Rehydrate, replenish, recover
Your #1 priority when recovering from a hangover should be to rehydrate. Non-caffeinated sports drinks like Gatorade and Vitamin Water replace the valuable electrolytes you’ve lost to alcohol, so drink up ASAP—or better yet, before you even go to sleep. In the morning, juices packed with vitamins, like orange or tomato juice, can also help give you a boost of momentum. Consume water as often as possible, while drinking, after drinking, and the moment you wake up.
The Nutrition Diva podcast has recently cleared up some common misconceptions about alcoholic beverages and reviewed some new research on the risks and benefits of regular consumption. Listen to that in the following player:
Bananas for hangovers
For an easy hangover pick-me-up, give your aching body a kick of electrolytes with a vitamin-rich banana. Loaded with potassium and magnesium, this superfruit can help replenish some of those nutrients you’ve lost while your body metabolizes the booze. The potassium also counteracts the dehydrating effects of alcohol, reducing hangover symptoms like dizziness, shakiness, headache, fatigue, and even depression. Bananas also help stabilize blood sugar levels and relieve nausea.
How to help a hangover-induced stomachache
Believe it or not, the same bitters that flavor drinks were first developed to cure the effects of a hangover. If you’ve got an upset stomach (whether due to indigestion or a hangover), try drinking a glass of club soda with a dash of Peychaud’s bitters. It should help ease your pain.
If you’re feeling nauseous but need something to eat, prepare a soothing snack: Spread a little honey on your favorite crackers. Not only will it go down smooth and be easy on your tummy, the honey provides your body with the essential sodium, potassium, fructose, and antioxidants it needs after a drunken night out!
Does drinking coffee work?
Got a hangover headache? It turns out, drinking a cup or two of coffee to cure it is more than just an old wives’ tale. Booze causes your blood vessels to swell, which leads to those killer headaches. But caffeine is a vasoconstrictor, meaning it shrinks your blood vessels and can help tone down the throbbing in your head. Just know that coffee is also a diuretic, so it can be very dehydrating much like alcohol. Consume your coffee moderately and continue to drink plenty of water and natural juices.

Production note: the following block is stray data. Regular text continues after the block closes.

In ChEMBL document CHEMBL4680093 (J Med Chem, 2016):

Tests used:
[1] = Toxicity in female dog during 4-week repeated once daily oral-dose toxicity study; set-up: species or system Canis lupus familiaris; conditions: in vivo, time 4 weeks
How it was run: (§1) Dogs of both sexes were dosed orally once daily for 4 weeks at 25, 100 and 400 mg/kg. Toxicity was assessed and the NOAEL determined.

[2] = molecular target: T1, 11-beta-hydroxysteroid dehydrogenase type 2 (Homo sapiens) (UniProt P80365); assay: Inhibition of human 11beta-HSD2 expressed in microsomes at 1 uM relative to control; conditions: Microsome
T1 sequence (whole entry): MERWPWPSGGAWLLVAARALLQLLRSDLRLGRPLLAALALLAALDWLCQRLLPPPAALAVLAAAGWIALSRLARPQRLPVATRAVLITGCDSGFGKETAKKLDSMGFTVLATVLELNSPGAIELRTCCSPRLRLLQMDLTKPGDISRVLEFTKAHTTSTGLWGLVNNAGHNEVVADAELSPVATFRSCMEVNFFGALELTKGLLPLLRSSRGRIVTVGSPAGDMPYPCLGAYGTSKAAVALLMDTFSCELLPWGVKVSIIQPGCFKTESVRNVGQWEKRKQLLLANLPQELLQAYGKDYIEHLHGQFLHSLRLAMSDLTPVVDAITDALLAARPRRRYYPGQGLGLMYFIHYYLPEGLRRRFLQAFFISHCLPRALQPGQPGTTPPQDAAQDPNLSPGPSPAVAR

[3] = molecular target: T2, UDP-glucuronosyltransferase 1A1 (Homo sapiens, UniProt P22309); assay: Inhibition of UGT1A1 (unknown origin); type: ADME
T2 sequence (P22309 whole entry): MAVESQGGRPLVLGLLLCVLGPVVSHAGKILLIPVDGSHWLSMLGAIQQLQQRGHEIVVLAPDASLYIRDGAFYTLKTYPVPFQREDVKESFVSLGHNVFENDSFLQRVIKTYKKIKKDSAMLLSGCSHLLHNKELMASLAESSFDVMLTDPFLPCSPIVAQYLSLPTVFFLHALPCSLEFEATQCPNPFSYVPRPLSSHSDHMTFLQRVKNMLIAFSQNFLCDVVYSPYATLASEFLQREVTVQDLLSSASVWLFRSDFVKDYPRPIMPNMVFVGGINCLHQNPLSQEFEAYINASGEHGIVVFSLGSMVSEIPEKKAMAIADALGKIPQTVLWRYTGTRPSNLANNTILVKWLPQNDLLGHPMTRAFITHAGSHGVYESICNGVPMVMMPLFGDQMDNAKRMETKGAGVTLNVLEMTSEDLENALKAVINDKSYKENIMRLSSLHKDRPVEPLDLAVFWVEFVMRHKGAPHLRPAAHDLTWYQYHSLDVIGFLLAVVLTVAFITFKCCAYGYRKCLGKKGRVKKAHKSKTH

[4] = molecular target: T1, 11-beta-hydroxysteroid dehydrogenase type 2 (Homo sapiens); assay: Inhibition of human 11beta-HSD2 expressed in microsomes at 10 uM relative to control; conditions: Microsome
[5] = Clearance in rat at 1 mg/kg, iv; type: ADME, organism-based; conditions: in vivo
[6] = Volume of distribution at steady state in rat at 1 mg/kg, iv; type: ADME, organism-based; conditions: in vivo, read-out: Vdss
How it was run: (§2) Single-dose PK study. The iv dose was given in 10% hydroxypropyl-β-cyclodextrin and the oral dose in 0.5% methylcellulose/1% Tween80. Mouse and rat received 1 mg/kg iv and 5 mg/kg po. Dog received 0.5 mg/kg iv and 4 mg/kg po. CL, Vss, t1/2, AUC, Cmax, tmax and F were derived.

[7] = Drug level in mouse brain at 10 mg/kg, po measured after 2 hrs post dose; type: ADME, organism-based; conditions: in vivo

How is alcohol metabolized? The Nutrition Diva fills us in. Read this article or listen to the podcast in the player below.
The best hangover breakfast
If the thought of eating doesn’t make you gag, prepare yourself an egg and a slice of toast—a virtual tag-team of hangover therapy. Boiled or poached, eggs encourage your body’s detox process thanks to their protein content and an amino acid called cysteine, which attacks and cleans out the toxins in your liver. Plain whole-grain toast provides tummy-calming, energy-boosting carbohydrates that also increase your blood sugar. Top it off with a chocolate milk for more protein! (And because chocolate is delicious.) If you’re reading this at the diner, you’re one step ahead of us.
If you’re ready to eat but not quite confident enough to down eggs and toast, consider heating up a bowl of nutritious soup. Chicken soup is a classic for a reason: It’s an all-around healer loaded with potassium, sodium, and proteins that help the body detox from alcohol. Plus, a bowl of hot soup is straight-up comforting, just like the miracle elixir Mom (or Grandma) used to make.
For next time…
To prevent a hangover next time, choose your booze wisely and you can minimize the nasty aftereffects. The rule in our family was always: The darker the swill, the worse you’ll feel. Dark beverages like whiskey, brandy, bourbon, aged rum, and red wine contain greater quantities of congeners, chemicals that enhance the taste, odor, and color of the alcohol…while also enhancing your hangover symptoms! To lessen the day-after queasiness, stick to clear and lighter-colored beverages, such as vodka, gin, or white wine. You might not prevent a hangover, but you’ll be less likely to have that hit-by-a-truck feeling the next morning.